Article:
A reflection on the passing of Dr. Acacia Warwick
February 18, 2014
Reflections by Paul Krainak
Chairperson, Department of Art
Professor Warwick began at Bradley in the Fall of 2008. She succumbed to an illness that she had been battling since 2009 and passed away on February 14th, 2014. Dr. Warwick received her PhD in Modern Art History at UCLA in 2006 with a specialty in film studies and Bradley was her first tenured track position.
Dr. Warwick filled a significant position in the Art program for Modern and Contemporary art history and theory. She was especially capable in communicating important new trends in studio art and criticism to our BFA students and was a gracious and enthusiastic mentor for our undergraduate art history majors and graduate students in Studio Art. She had a broad understanding of the history of art since Impressionism, a strong grasp of the revolutionary movements of the 1920’s, and a commitment to including the voices of women and minorities in her historical and cultural presentations.
Acacia Warwick eagerly accepted her extended teaching assignment and approached her classes and subjects rigorously and with enthusiasm. Students consistently describe her approach to teaching as “passionate, intellectual and inspiring”. Her first semester she taught a Special Topics class on Weimar Culture that, for the first time at Bradley, introduced students to a comprehensive overview of early experimental film that was also one of the most influential artistic periods in the last 200 years. Thanks to Dr. Warwick’s particular specialization and the groundbreaking research done with her doctoral committee at UCLA, she was able to dig deep into the core of modern art’s precedents and represent the formal and ideological underpinnings of current art production. And this she did vividly and persuasively so that students felt that they were not only learning but being initiated in a wonderful and exciting new kind of logic and dynamic philosophical framework.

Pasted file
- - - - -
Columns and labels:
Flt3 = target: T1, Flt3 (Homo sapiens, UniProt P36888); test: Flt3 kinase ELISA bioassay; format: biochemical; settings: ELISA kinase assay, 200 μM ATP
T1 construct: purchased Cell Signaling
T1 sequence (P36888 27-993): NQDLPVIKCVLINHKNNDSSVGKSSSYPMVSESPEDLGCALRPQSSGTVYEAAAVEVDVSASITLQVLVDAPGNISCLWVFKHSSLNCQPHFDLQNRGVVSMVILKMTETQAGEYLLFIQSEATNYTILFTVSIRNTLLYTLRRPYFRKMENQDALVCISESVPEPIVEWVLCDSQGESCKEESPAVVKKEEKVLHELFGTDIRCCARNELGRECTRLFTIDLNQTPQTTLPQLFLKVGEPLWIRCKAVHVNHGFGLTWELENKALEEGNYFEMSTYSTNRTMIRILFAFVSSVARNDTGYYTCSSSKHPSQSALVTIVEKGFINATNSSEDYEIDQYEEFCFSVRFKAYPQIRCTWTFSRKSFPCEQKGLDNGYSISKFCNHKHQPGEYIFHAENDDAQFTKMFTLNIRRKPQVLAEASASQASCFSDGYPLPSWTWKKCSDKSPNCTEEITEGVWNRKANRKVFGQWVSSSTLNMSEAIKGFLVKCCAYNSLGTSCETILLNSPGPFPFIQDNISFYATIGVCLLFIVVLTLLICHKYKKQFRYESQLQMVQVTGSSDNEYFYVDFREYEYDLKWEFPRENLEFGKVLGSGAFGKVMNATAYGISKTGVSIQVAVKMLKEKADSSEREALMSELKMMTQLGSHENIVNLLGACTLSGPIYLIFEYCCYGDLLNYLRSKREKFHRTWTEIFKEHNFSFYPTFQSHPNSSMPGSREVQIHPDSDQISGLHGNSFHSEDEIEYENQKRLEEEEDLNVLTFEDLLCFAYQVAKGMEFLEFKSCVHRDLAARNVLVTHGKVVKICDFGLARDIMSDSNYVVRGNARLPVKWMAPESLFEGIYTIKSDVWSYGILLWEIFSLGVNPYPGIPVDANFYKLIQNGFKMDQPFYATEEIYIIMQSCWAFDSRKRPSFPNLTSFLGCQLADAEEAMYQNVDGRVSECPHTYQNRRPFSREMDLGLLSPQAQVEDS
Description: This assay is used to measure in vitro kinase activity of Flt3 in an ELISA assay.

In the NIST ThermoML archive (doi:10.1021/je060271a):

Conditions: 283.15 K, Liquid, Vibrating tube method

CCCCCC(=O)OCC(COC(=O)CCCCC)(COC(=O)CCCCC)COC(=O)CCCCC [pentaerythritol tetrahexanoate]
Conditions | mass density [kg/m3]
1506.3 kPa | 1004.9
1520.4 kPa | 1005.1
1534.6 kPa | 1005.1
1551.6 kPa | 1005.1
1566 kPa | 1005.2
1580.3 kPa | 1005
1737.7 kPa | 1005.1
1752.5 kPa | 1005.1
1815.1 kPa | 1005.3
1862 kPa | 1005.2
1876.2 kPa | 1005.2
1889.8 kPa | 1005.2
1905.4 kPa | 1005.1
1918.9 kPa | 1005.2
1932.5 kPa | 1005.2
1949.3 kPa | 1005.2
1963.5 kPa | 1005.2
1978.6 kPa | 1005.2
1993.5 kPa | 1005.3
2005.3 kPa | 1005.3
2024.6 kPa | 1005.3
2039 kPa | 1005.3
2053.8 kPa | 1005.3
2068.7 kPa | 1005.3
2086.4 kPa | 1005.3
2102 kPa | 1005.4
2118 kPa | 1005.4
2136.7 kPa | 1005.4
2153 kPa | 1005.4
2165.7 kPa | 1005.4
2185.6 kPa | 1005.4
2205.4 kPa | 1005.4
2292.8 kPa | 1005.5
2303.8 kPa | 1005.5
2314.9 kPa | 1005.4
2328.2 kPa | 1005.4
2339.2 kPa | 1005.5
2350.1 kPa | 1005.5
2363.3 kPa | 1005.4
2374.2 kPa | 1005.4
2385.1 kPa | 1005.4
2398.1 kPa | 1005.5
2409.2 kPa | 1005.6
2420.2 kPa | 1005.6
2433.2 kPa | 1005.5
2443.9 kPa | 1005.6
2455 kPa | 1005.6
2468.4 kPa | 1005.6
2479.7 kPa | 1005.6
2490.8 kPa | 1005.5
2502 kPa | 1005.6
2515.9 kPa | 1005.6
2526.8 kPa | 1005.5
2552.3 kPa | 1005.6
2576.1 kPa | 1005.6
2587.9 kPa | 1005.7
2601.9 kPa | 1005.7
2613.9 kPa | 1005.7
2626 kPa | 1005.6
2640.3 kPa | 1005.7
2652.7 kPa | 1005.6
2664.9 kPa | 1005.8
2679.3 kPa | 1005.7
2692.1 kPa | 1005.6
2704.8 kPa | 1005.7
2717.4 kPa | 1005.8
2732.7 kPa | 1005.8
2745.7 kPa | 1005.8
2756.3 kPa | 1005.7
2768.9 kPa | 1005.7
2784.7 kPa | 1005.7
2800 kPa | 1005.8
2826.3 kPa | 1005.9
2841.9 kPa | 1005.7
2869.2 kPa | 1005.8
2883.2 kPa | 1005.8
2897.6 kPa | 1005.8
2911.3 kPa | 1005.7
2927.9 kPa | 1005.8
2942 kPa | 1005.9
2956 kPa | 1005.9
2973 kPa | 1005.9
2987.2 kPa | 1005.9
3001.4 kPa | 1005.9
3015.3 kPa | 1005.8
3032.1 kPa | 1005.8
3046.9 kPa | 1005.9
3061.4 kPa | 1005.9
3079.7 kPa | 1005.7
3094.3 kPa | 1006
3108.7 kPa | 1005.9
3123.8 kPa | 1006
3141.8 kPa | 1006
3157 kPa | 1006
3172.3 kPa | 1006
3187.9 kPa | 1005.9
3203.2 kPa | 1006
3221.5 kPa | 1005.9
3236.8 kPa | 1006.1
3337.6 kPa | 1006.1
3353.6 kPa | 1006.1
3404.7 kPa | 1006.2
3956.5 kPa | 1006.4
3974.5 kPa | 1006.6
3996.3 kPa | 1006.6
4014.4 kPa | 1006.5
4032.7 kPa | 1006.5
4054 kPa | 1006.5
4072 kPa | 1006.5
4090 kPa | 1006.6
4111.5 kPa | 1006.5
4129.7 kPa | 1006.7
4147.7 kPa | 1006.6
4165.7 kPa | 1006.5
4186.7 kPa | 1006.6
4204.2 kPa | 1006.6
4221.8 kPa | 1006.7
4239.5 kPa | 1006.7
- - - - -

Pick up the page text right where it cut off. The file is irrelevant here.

Acacia organized and moderated a panel on visual language associated with the Inland Visual Studies Center that was a rigorous and thorough discussion of popular media projections in relation to regional art and architecture. Her panel was a perfect example of how she was able to shed light on popular discourses as well as academic practices and make them relevant and exciting to a wide audience. Carmon Colangelo, Dean of the School of Art &Design at Washington University, said that “her introduction of the panel topic has changed my perspective on the state of art and art curricula in the Midwest”.
She was one of the most informed and articulate teachers I have heard speak on contemporary criticism and theory and our graduate students have benefitted greatly from her clarity and passion for modern and post-modern visual aesthetics. She has also raised significant issues in the study of contemporary art with respect to women and minorities and provided reliable guidance and mentorship for undergrads who wished to pursue Art History in graduate school.